Air Seoul aims to start earning profit next year
The carrier plans to add two more planes to its fleet this year and launch new routes to Osaka and Narita in Japan, Hong Kong and Guam. Early next year, the company expects to add another two planes and begin service to the Philippines and China.
“Since starting operations in October last year, we have been recording deficits,” Ryu Kwang-hee, CEO of Air Seoul, said at a media conference held Thursday aboard one of its planes parked at Incheon International Airport. “But by expanding our fleet and strengthening our international operations, we hope to turn a profit next year.”
It would be the shortest time any Korean low-cost carrier has managed to get in the black if Air Seoul makes a profit next year, according to Ryu. The nation’s largest low-cost carrier, Jeju Air, started earning profit six years after it was founded in 2005.
Air Seoul started operations in October with three A321-200 planes fit for short-haul flights. In the first three months, the company recorded a net loss of 21.8 billion won. During the first quarter this year, it posted 5.8 billion won in losses.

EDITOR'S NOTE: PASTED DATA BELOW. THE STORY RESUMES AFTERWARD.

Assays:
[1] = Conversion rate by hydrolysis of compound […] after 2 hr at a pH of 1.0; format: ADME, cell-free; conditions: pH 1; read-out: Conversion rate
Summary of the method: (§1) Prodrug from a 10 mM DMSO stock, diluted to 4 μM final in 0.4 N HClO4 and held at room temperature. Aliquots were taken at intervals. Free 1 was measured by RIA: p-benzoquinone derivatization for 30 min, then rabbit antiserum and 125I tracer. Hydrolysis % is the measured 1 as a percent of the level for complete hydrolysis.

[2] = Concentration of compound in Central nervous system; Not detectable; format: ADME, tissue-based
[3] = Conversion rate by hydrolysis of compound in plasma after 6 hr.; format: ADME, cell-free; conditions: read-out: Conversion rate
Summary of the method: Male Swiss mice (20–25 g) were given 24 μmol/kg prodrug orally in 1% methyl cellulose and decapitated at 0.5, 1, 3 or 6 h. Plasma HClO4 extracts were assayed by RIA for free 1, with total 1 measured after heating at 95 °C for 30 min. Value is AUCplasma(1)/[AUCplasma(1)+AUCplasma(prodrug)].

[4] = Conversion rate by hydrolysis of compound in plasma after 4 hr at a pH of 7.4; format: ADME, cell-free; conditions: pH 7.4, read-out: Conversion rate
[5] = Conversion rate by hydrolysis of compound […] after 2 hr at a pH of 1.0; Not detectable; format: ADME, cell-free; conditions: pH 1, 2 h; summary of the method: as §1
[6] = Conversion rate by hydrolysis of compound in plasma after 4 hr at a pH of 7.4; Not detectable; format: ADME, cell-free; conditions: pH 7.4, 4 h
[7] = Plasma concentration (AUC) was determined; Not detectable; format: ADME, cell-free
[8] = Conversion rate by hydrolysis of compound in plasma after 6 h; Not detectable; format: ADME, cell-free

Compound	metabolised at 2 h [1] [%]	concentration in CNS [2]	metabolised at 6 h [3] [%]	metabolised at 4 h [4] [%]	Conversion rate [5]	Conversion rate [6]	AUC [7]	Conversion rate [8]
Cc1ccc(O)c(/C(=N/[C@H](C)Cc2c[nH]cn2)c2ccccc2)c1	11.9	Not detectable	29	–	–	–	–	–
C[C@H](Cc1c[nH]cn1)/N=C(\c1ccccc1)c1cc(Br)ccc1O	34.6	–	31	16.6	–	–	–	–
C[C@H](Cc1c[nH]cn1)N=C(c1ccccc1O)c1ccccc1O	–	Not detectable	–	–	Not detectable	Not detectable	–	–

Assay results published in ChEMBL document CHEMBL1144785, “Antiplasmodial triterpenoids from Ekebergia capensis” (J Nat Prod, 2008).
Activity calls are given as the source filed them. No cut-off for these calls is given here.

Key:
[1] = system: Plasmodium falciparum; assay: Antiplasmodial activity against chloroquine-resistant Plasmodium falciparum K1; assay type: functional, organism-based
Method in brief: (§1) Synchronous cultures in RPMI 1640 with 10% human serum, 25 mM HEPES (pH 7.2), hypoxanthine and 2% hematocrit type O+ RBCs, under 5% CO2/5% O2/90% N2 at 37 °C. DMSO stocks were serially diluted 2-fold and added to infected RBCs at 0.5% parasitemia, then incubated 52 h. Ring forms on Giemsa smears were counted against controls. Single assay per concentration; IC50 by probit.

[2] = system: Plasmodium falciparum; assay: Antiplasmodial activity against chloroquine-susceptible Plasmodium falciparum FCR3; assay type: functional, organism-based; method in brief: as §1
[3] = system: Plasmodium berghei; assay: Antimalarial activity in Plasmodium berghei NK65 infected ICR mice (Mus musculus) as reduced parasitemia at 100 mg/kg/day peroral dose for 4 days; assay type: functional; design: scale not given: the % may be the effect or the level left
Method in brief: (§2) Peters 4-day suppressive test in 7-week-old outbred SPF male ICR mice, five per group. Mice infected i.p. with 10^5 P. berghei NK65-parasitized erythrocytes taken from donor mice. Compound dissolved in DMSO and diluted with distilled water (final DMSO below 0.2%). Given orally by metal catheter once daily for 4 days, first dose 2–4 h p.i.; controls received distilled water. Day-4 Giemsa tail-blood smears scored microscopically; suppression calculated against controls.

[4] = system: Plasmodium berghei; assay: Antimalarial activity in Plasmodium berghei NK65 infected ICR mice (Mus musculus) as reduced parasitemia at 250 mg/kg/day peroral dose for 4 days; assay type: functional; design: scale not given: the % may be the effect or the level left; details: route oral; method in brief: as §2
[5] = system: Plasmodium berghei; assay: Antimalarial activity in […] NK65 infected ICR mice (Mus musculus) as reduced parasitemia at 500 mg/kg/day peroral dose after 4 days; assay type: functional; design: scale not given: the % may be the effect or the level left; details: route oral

“The aerospace business in general calls for massive investment in the early stages,” Ryu said. “But as we have already set up the basic infrastructure, there won’t be a significant increase in costs, so I think we might be able to see a turnaround next year.”
As part of its longer-term strategy, Air Seoul plans to add two planes each year for at least five years until its fleet totals 15. Ryu expects a fleet this size to help the company achieve earnings on part with competing low-cost carriers in Korea.
Service to Osaka and Guam will begin Sept. 12 and to Narita and Hong Kong on Oct. 12. After adding service to the Philippines and China’s Shandong Province next year, Air Seoul hopes to expand to Vietnam, Taiwan and Thailand, all popular vacation destinations for Koreans.
Unlike other Korean low-cost carriers, Air Seoul does not operate domestic flights. The CEO said the airline has no plans to launch domestic routes any time soon.
Air Seoul initially started by taking 11 less profitable short-haul from Asiana Airlines. The routes included eight to Japan and three to Southeast Asian destinations including Macau, Siem Reap in Cambodia and Kota Kinabalu in Malyasia.
“The routes were hard to maintain with the cost structure of Asiana, which is a full-service carrier,” Ryu said. “After we took over, we have been seeing higher occupancy rates and improved profitability, though it’s still too early to assess our performance.”
Ryu assured that Air Seoul has no plans to close down any of the routes it is already operating.
BY KIM JEE-HEE [firstname.lastname@example.org]